• Diet

    Diet is not a well-understood factor. It is not easy to directly attribute acne to a single food source, as people eat different food at each meal every day. However, according to the American Academy of Dermatology Association, findings from some studies indicate that cow's milk and food high in carbohydrates (high glycemic food) may worsen acne.

    A few small studies have found that switching to a low glycemic diet from a high glycemic one can reduce acne outbreaks. Fresh vegetables, fruits, and beans are examples of low glycemic foods. Potato, bread, rice, and sugary drinks are examples of high glycemic foods. When you consume high amounts of high glycemic food, your blood sugar spikes, causing inflammation throughout your body. As your blood sugar spikes, it also triggers your body to increase oil production in your skin. A combination of inflammation and increased oil production can lead to acne. However, note that no studies have established a connection between a high-glycemic diet and acne.

    While it is not known why, some studies have shown cow's milk (whole, low-fat, and skim) consumption to be related to acne.

    Contrary to popular belief, greasy foods have little to no effect on acne. However, handling greasy foods in environments like a kitchen increases your chances of getting some oil stuck to your skin which can cause irritation and acne.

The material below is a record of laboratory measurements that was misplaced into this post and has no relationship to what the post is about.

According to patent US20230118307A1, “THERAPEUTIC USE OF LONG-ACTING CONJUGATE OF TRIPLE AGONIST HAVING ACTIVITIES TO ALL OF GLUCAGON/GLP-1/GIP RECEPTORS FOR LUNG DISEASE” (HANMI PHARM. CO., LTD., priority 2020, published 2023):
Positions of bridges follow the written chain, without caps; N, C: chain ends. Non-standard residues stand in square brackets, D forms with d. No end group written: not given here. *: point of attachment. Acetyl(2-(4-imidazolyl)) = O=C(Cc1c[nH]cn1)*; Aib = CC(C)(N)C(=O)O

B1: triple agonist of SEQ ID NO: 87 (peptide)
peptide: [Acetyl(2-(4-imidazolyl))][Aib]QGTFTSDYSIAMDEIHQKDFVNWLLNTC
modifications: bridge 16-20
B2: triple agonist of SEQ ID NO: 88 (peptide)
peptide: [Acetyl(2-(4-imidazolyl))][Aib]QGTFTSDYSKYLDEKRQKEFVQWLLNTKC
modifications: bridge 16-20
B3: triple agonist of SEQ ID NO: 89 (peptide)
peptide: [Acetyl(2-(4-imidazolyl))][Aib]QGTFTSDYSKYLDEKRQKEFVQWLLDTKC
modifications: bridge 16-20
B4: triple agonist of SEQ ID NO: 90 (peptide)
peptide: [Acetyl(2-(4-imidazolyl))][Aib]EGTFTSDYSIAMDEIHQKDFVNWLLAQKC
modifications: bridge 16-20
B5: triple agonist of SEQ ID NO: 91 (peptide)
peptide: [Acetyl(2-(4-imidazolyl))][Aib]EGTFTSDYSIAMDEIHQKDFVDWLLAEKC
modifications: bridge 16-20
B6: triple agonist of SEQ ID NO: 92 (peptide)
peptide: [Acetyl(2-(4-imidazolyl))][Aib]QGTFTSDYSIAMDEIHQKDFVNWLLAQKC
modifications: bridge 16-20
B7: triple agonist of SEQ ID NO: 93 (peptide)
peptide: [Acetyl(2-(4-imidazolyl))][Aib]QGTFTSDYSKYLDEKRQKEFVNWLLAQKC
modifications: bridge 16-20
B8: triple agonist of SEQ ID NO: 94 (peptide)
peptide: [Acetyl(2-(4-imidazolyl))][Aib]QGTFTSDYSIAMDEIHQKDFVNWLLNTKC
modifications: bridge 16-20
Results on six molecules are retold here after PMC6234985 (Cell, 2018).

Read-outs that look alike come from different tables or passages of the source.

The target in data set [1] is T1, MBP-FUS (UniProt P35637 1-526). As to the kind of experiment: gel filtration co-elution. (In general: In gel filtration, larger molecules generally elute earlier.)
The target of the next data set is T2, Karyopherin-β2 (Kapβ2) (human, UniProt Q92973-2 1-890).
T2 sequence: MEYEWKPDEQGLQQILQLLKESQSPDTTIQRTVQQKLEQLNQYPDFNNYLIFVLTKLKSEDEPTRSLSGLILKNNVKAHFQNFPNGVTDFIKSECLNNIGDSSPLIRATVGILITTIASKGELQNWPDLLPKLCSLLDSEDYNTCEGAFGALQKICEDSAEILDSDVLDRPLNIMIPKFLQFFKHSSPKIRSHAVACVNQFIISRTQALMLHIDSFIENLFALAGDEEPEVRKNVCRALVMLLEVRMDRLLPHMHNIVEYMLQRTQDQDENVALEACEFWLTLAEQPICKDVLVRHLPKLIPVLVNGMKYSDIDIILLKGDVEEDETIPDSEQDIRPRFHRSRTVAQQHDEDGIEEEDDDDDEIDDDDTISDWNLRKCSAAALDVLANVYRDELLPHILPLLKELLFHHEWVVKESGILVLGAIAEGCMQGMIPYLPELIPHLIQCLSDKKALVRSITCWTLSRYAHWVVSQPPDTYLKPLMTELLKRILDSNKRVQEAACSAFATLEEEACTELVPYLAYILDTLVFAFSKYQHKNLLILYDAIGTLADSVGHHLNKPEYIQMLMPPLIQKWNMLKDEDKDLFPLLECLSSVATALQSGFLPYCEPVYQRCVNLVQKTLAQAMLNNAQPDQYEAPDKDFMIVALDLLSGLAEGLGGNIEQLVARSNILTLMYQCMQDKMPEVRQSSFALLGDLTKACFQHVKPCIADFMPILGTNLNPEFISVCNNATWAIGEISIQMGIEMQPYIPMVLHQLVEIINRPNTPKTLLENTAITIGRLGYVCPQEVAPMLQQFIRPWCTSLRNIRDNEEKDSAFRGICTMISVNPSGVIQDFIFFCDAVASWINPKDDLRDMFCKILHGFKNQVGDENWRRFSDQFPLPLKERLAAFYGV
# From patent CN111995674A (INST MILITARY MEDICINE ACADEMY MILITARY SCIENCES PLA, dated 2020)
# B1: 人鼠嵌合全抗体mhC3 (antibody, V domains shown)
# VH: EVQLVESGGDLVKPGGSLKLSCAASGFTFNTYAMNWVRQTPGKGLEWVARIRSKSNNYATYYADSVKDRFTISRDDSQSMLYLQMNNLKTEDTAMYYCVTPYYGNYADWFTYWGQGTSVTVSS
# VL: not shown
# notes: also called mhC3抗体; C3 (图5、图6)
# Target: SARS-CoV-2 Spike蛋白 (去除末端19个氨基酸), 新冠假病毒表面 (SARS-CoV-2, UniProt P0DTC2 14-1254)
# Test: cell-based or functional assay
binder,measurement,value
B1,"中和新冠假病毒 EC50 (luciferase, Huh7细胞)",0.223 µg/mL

• Family history

    Genetics are known to influence acne, and if your parents had acne, it is likely that you will too.

  • Pressure on skin

    The use of phones, helmets, collars, backpacks, or sports equipment can all worsen acne.

    Acne mechanica is a type of acne that occurs due to friction and pressure on the skin, and typically affects athletes. When an athlete's sports equipment or clothing constantly rubs against heated and sweaty skin, the skin becomes irritated. For athletes with existing acne or acne-prone skin, the skin irritation can trigger acne breakouts. Below are a few examples:

    • Cycling equipment, such as the helmet

    • Golf equipment, specifically the golf bag strap

    • Football equipment, including the helmet, chin strap, shoulder pads, or other protective gear

Acne symptoms

  • Acne can appear as the following on your skin:

    • Pimples without abscesses

    • Pus-filled cysts

    While these can appear anywhere on the body. they tend to appear in the following areas with a high concentration of oil glands: